And the night-fires going out, and the lack of shelters,
And the cities dirty and the towns unfriendly
And the villages dirty and charging high prices:
A hard time we had of it.
At the end we preferred to travel all night,
Sleeping in snatches,
With the voices singing in our ears, saying
That this was all folly.

Then at dawn we came down to a temperate valley,
Wet, below the snow line, smelling of vegetation;
With a running stream and a water mill beating the darkness,
And three trees on the low sky,
And an old white horse galloped away in the meadow.
Then we came to a tavern with vine-leaves over the lintel,
Six hands at an open door dicing for pieces of silver,
And feet kicking the empty wineskins.
But there was no information, and so we continued
And arrived at evening, not a moment too soon
Finding the place; it was (you may say) satisfactory.

All this was a long time ago, I remember,
And I would do it again, but set down
This set down
This: were we led all that way for
Birth or Death? There was a Birth, certainly,
We had evidence and no doubt. I had seen birth and death,
But had thought they were different; this Birth was
Hard and bitter agony for us, like Death, our death.
We returned to our places, these Kingdoms,
But no longer at ease here, in the old dispensation,
With an alien people clutching their gods.
I should be glad of another death.
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Month in review January 10, 2011

Filed under: Blogging,Holidays,Mary,Materialism and entitlement — Susan @ Christian Mothering @ 6:31 am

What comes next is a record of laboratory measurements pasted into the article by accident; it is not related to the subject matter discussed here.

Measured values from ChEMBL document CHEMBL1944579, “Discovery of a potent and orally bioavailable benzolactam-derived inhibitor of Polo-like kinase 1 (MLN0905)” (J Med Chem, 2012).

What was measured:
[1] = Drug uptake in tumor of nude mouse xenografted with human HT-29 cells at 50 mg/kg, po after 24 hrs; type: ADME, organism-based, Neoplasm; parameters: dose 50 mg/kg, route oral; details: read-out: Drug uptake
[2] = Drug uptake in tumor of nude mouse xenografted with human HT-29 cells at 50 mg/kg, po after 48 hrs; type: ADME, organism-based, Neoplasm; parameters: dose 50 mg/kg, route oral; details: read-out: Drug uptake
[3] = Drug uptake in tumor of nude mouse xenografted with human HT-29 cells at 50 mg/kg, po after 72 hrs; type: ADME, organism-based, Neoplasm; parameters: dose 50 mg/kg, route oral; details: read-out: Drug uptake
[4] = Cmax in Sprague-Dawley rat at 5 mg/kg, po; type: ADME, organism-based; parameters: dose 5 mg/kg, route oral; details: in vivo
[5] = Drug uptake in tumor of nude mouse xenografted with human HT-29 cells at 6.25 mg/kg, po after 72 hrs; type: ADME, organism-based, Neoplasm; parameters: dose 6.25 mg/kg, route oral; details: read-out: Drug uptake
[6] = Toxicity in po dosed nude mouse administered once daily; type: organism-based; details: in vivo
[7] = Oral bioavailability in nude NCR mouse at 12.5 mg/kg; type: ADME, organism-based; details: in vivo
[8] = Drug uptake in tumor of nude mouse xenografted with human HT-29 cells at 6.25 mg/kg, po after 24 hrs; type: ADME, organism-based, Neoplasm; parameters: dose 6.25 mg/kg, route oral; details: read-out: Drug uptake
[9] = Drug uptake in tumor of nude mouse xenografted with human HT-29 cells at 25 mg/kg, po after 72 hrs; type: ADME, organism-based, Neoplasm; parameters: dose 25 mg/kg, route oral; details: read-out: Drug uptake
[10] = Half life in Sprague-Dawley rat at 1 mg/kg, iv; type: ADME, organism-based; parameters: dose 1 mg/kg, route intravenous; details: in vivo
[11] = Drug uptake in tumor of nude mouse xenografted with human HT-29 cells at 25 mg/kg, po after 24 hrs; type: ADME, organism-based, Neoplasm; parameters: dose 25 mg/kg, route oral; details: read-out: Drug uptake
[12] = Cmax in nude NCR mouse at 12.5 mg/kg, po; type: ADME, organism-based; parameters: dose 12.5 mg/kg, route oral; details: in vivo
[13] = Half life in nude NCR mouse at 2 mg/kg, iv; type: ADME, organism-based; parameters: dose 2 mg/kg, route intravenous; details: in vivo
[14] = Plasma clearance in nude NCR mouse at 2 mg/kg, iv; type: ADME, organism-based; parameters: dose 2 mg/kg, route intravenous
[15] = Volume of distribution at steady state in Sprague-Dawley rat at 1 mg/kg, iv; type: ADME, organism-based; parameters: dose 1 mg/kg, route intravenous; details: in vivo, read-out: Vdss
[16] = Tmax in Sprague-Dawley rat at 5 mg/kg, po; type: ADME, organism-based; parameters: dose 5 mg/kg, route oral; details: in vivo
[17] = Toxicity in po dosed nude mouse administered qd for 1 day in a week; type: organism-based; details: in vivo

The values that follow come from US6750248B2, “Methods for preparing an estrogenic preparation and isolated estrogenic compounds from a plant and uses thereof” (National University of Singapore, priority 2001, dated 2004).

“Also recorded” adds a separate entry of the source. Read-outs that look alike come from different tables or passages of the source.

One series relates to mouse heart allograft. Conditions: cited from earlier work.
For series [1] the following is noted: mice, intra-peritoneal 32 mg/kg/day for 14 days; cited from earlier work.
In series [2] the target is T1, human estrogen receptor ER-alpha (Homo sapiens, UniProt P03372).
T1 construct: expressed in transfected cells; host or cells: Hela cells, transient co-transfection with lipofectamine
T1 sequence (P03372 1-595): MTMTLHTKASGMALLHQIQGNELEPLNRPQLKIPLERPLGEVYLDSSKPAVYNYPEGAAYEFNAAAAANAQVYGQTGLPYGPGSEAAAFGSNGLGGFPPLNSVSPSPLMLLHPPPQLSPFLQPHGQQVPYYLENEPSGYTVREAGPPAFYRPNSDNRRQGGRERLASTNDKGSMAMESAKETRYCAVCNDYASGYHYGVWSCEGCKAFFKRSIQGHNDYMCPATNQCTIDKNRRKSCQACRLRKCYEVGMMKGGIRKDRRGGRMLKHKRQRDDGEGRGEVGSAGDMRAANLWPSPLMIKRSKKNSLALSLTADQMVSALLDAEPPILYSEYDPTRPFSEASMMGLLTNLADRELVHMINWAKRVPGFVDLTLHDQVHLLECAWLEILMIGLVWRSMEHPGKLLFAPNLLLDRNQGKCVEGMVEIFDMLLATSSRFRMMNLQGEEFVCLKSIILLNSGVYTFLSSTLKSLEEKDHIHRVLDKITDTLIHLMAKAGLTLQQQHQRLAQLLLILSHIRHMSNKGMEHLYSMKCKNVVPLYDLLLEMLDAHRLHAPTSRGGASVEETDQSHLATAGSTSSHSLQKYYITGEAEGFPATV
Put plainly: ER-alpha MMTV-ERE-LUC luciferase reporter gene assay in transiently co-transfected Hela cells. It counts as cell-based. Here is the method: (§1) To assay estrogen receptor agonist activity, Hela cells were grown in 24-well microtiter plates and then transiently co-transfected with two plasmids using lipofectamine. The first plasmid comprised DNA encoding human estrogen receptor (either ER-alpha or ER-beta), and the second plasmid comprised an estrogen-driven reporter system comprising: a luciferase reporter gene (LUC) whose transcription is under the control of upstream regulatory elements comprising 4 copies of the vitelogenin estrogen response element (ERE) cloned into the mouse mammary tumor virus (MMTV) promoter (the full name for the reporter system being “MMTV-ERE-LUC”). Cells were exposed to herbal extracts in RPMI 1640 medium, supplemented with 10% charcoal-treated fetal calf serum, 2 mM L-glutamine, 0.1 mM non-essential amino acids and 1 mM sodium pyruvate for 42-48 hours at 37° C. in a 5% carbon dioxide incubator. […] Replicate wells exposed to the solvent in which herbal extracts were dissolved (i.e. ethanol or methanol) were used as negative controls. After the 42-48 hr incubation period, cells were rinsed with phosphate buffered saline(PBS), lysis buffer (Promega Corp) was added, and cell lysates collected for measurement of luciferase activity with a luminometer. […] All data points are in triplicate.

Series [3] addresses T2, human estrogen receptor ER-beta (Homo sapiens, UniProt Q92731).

Over the past month we have…

…Been privileged to spend a week across the country, visiting with my husband’s elderly grandfather during what turned out to be the final month of his life.B He died ten days after we left.  It was a gift, both for my husband and me, to know this man well and for our children to be the focus and delight of his countenance whenever we visited.  In his passing, my husband and I have discussed the gift of connection to the partriarchs of our families, and too we’ve discussed the import of Psalm 39:4: “Show me, LORD, my life’s end and the number of my days; let me know how fleeting my life is.”  Even to a man of nearly 92 years, life on this earth must feel fleeting.  Thank you, Lord, that Grandpa is with you now.

…Spent our at-home Christmas abed with the stomach flu, which paid a visit to two of the five of us starting on Christmas Eve.  My churning stomach caused me to reflect on Mary and the real events of Jesus’ birth…  The first Christmas was, for her, much more similar to my laid-up and subdued holiday experience than anything that modern America puts on today by way of celebration.  Joy and wonder, yes, but also inconvenience, awkward circumstances she wouldn’t have chosen, and bodily pain.  I thought of Mary as I sat on the bathroom floor, thankful for the reminder to step away from the entitlement mindset that can often pervade the American Christmas experience (my own included) – the notion that the holiday ought to be special and warming and perfect. Mary’s wasn’t.